Oregon's fire marshal has stepped down as a deadly rash of wildfires ravage his state, the Oregonian reports. Details remain foggy, but an insider suggests Fire Marshal Jim Walker wasn't up to the job. He allegedly handed over daily management of the crisis to his chief deputy, Mariana Ruiz-Temple, and lost the confidence of State Police Superintendent Travis Hampton, who accepted Walker's offer of resignation. The job has now fallen on Ruiz-Temple's shoulders: "Mariana has led with grace, transparency and courage," said Gov. Kate Brown. "She embodies the experience Oregon needs to face this crisis, in this moment." For more on the fires:
- The numbers: In a word, staggering. Some 94 major West Coast fires have struck mostly forested and rural areas across several states, primarily California, (25), Washington (16), Oregon (13), and Idaho (10), but big cities like Los Angeles and Seattle are choking on the unhealthy air. The fires have killed 33 people and burned 4.6 million acres as of Sunday, CNN reports.
- Tragedy: A boy, his grandmother, and their dog perished earlier this week inside a vehicle in Marion County, Oregon, KTLA reports. The victims were Peggy Mosso, 71, Wyatt Tofte, 13, and Wyatt's dog, Duke, who was found in the boy's lap. Wyatt's dad Chris had gone looking for a generator and wasn't there when the fire struck.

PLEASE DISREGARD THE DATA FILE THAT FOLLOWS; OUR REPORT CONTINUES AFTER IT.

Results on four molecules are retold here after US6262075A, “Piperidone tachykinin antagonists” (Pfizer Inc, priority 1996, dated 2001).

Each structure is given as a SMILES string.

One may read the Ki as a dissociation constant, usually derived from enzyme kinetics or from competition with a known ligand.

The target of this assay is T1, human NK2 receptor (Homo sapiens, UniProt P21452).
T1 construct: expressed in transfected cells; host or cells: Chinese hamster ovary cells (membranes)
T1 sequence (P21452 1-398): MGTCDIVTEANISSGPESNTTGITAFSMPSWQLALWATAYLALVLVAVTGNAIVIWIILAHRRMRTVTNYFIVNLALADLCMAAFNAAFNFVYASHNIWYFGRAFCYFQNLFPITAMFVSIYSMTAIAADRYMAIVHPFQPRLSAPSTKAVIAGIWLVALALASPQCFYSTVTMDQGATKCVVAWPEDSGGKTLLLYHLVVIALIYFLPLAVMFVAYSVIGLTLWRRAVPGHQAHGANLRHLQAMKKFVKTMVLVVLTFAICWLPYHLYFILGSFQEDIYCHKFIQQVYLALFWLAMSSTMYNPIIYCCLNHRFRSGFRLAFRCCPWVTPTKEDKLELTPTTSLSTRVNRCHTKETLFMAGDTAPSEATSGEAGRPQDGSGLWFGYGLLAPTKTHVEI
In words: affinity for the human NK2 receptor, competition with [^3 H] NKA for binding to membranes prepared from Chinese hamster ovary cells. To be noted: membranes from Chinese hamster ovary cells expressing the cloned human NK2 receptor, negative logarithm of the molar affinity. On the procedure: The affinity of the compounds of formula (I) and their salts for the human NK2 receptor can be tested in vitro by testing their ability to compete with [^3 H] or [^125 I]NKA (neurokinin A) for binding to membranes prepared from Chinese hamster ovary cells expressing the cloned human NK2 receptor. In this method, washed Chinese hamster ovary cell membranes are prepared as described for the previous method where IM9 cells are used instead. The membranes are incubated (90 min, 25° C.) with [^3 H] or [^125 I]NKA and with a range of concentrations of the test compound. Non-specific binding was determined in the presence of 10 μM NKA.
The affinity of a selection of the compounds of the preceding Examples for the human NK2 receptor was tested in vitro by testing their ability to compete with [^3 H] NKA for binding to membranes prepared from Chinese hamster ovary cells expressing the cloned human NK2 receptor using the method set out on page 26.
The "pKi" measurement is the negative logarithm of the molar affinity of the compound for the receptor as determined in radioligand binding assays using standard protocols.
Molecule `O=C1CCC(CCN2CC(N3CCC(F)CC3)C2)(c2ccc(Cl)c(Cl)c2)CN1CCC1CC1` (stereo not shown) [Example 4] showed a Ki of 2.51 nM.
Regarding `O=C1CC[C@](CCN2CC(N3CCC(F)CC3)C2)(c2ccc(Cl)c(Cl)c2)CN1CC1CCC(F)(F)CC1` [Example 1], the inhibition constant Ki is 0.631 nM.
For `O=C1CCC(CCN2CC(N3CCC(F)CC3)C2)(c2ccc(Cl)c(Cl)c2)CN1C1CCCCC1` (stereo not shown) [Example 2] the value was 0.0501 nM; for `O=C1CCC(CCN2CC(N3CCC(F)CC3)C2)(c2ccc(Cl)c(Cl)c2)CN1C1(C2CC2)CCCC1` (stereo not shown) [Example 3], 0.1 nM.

- Trump: After weeks of saying little about the wildfires, President Trump plans to visit McClellan Park, California, and Reno, Nevada, on Monday, CNN reports. "THANK YOU to the 28,000+ Firefighters and other First Responders who are battling wildfires across California, Oregon, and Washington," he tweeted Friday.
- Inmates: California Gov. Gavin Newsom signed a bill Friday allowing inmate firefighters to become professional ones after their release, the Hill reports. The legislation will let certain prisoners who are already fighting the fires have their records rescinded. That includes inmates convicted of rape, murder, kidnapping, and arson.
- Climate: Democratic governors and lawmakers hit the Sunday talk shows and opposed President Trump's argument that forest mismanagement caused the wildfires, the New York Times reports. "These are consequences of a warming planet that have huge impacts on rural America, with our forests, with our farming, with our fishing," said Sen. Jeff Merkley of Oregon on NBC's Meet the Press.
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